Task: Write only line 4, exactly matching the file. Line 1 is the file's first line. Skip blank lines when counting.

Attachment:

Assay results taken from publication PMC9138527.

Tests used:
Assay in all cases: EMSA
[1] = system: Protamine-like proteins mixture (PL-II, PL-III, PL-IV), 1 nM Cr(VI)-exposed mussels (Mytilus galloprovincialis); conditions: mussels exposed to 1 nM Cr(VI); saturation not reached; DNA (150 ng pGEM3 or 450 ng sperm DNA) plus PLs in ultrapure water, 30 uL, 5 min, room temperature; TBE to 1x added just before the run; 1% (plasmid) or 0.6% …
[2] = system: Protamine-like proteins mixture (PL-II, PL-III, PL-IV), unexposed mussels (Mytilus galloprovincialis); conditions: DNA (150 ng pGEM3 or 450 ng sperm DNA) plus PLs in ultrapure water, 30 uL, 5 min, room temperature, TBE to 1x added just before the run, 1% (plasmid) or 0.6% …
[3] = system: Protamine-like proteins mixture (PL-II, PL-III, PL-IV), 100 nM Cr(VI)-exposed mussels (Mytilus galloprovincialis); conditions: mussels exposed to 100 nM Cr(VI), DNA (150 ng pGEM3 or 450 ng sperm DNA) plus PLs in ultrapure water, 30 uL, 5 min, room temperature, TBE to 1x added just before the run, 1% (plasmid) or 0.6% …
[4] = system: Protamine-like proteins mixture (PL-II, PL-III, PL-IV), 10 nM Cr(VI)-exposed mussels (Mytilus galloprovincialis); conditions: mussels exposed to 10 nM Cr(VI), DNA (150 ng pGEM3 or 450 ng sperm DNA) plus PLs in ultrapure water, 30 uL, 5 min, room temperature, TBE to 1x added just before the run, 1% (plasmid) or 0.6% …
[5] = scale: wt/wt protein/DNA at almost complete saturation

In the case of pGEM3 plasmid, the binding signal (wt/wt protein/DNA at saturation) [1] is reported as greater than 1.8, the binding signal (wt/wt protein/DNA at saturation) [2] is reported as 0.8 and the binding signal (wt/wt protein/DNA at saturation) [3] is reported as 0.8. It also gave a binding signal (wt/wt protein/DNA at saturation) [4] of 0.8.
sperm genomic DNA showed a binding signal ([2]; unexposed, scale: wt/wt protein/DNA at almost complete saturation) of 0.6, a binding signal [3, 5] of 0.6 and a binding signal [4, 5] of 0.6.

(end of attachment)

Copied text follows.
[1] = system: Protamine-like proteins mixture (PL-II, PL-III, PL-IV), 1 nM Cr(VI)-exposed mussels (Mytilus galloprovincialis); conditions: mussels exposed to 1 nM Cr(VI); saturation not reached; DNA (150 ng pGEM3 or 450 ng sperm DNA) plus PLs in ultrapure water, 30 uL, 5 min, room temperature; TBE to 1x added just before the run; 1% (plasmid) or 0.6% …